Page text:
Report Stirs Debate on Cell Phone Safety
Environmental Working Group Warns of Health Risks; Other Experts Disagree
EWG Ranks Cell Phones by Radiation Emission
EWG's scientists say they are still using their cell phones, but they
suggest consumers buy phones with the lowest radiation emissions.
The EWG issued a mobile phone guide, rating more than 1,000 cell phones on
their radiation emissions. A high ranking on the list does not mean the phone
is the best or the safest, but simply that the phones had the lowest emissions
among the models for which data were available.
Here are the phones on the top 10 list for lowest radiation emissions:
- Samsung Impression
- Motorola RAZR V8
- Samsung SGH-t229
- Samsung Rugby
- Samsung Propel Pro
- Samsung Gravity
- T Mobile Sidekick
- LG Xenon
- Motorola Karma
- Sanyo Kantana II
The popular iPhone 3G landed about midway on the complete list. Data on
emissions for several phones were not available, the EWG says.
Much lower on the list, the phones with the highest radiation emissions
- T-Mobile Shadow
- Motorola W385
- Blackberry Curve 8330
- T-Mobile myTouch3G
- Motorola MOTO VU204
- Kyocera Jax S1300
''There has been a flurry of attention from advocacy groups regarding cell
phones and cancer," says Michael Thun, MD, the emeritus head of epidemiology
research for the American Cancer Society, who reviewed the report for
The conclusion that evidence of ill effects is rising is faulty, he tells
WebMD. "Basically the idea that there is a sea change in the evidence in the
past two or three years is incorrect," he says. "Essentially this report
focuses on studies that support their hypothesis that cell phones increase
brain cancer risk. The description of the evidence selectively emphasizes the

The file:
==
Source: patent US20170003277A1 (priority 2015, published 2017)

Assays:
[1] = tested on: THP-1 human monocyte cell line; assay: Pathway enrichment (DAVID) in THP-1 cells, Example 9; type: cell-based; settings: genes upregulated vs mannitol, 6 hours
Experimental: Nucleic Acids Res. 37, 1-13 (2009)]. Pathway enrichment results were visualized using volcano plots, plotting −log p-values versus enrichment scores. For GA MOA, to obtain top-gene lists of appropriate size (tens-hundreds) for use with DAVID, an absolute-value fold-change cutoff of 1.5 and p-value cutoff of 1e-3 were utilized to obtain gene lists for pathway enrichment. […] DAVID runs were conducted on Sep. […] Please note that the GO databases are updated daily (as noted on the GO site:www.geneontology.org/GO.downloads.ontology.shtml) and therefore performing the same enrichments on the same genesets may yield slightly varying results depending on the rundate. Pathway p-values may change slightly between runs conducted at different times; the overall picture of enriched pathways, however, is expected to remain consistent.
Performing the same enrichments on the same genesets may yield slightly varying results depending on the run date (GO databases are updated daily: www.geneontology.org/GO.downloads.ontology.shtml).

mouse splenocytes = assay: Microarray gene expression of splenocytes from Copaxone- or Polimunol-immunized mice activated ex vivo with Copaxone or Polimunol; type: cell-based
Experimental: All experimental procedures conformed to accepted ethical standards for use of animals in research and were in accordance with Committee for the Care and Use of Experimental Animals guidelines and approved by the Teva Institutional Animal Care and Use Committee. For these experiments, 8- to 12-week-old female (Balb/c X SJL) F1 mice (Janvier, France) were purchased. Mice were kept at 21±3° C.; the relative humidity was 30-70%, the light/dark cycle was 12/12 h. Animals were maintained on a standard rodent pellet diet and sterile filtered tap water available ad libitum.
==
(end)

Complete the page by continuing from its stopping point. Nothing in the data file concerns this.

studies that suggest the risk and omit the evidence that suggests no risk."
As for the argument that earlier studies finding no ill health effects from
cell phone use were not conclusive because they didn't examine long-term use,
Thun points to Sweden, ''the country that has had the longest cell phone use.
And there is no increase in brain cancer in Sweden."
That's true, he says, although the percent of the population there using
mobile phones increased over the past two decades.
Even so, Thun says the report's conclusion -- that more government
regulation of mobile phones is needed -- is reasonable.
On its web page, the American Cancer Society notes that "cell phones
wouldn't be expected to cause cancer because they don't emit ionizing
radiation." Says Thun: "It's nonionizing. It doesn't break up DNA."
In the view of the American Cancer Society, Thun says, those concerned
about cell phone use can choose to use a corded or cordless earpiece.
''Exposure [to the cell phones' electromagnetic waves] comes from the antenna.
If you are using an earpiece, you are getting virtually no exposure.''
Despite his criticisms of the report, Thun says continued research on cell
phones and health effects is crucial. "The issue is important," he says. But,
he adds, ''this report presents a one-sided view of the evidence. Going
forward, it is important that people who are concerned know they can limit
their exposure by using an earpiece. It's also important that surveillance be
continued and that evidence be reviewed in its entirely in a process that is
able to look critically at the evidence."